The same old lines would have resurfaced that were heard all too often in the Treaty County over the years. “Sure, they gave it their all”, “they were unlucky”, “we’ll build on it for next year hopefully”. The closing stages of the game showed that this group of players were different. They had a spine that teams of yesteryear had severely lacked in crunch moments. Trailing by two points after Hogan’s devastating goal, Limerick outscored Kilkenny by 0-05 – 0-01 for the remainder of the encounter to deservedly make the semi-final, winning by 0-27 – 1-22. Limerick had passed their sternest test of character to date.
They faced Cork for the second time that summer in front of more than 70,000 people in Croke Park for what was arguably the best game of a plethora of memorable contests throughout the course of the championship. Aaron Gillane shone brightest as he hit 0-13 for John Kiely’s men. Again, it was the vibrancy and youth of that stood out. Gearoid Hegarty, Declan Hannon and Graham Mulcahy, along with the aforementioned Lynch and Flanagan led a new look side along with a whole host of exciting young talent.
Kiely had clearly mastered the art of tapping into unfulfilled potential as he drained the maximum from his players. A masterful save from Nicky Quaid late in the game allowed Limerick to hang on for a draw and bring the game to extra time after seventy minutes of non-stop action. For the first time, we got a glimpse of the extent of Limerick’s bench. Shane Dowling and Pat Ryan entered the fray and became goalscoring heroes as Limerick proved too fit, too fast and simply too good for Munster champions Cork, beating them on a scoreline of 3-32 – 2-31.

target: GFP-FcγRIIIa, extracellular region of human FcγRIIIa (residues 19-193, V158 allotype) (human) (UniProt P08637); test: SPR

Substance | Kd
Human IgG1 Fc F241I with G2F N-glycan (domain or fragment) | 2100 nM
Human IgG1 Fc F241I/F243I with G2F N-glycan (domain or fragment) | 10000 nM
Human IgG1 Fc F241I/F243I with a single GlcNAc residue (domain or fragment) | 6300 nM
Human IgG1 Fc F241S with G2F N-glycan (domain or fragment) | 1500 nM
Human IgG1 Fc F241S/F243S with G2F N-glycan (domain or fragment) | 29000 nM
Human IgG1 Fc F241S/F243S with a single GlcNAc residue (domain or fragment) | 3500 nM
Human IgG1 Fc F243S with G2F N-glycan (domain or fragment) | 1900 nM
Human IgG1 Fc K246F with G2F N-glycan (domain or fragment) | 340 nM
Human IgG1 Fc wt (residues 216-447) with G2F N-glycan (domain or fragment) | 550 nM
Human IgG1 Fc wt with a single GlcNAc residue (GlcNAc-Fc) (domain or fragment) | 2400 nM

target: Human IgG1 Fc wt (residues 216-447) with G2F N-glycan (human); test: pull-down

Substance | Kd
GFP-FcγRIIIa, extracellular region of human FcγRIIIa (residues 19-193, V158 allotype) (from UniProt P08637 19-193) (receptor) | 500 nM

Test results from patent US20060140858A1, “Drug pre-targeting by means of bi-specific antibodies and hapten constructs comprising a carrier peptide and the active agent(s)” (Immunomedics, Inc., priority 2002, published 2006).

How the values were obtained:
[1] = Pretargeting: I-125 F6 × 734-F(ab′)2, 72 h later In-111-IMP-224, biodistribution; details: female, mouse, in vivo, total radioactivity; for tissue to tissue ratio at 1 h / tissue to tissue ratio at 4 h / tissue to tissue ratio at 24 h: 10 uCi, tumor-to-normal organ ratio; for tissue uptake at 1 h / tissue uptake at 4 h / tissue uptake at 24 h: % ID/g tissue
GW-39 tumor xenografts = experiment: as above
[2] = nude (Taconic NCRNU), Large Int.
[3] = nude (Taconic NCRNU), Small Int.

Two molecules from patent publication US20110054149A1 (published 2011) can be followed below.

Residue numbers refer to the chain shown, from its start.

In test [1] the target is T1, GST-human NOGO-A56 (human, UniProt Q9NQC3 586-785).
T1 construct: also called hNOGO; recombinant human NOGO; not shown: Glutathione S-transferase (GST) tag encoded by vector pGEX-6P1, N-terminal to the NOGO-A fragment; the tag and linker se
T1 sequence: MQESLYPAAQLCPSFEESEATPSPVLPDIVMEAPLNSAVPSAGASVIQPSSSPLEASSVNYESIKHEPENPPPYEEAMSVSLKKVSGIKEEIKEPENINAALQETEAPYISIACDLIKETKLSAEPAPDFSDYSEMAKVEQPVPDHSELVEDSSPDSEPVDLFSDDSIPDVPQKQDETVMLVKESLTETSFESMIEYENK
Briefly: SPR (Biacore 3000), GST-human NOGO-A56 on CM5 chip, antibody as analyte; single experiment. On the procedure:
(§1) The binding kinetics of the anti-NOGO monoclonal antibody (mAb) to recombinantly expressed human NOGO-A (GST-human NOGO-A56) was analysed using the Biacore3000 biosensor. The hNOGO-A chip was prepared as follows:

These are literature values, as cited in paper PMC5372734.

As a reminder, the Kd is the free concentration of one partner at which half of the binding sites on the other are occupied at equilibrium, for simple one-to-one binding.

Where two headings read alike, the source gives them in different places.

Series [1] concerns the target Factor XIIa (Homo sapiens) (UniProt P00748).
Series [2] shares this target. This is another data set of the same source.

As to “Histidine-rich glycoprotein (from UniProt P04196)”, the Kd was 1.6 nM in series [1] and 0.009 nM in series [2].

Limerick had for the second consecutive game found a way to get over the line in a closely fought encounter. They were one game away from immortality.
The Munster team faced Galway who were seeking to regain the Liam McCarthy after they ended their own drought in 2017. However, Limerick were not to be denied as they brought a mixture of quality and intensity that had surpassed everything they had done in the run-up to the final. Goals from Mulcahy, Morrissey and Dowling gave Limerick a lead that proved too much for Galway to claw back. While they were evidently filled with nerves as the game went on, allowing Galway to get within a single point of them, they deservedly won the All-Ireland for the eighth time as they notched up 3-16 to Galway’s 2-18.
They were not as good as many remember. On so many occasions they were within an inch of their championship lives that it became a health hazard for Limerick followers. The Treaty were far from the brute force that they would become in 2020. However, this team set the platform for what was to come and played some sensational hurling along the way. A brilliant side who would only get better.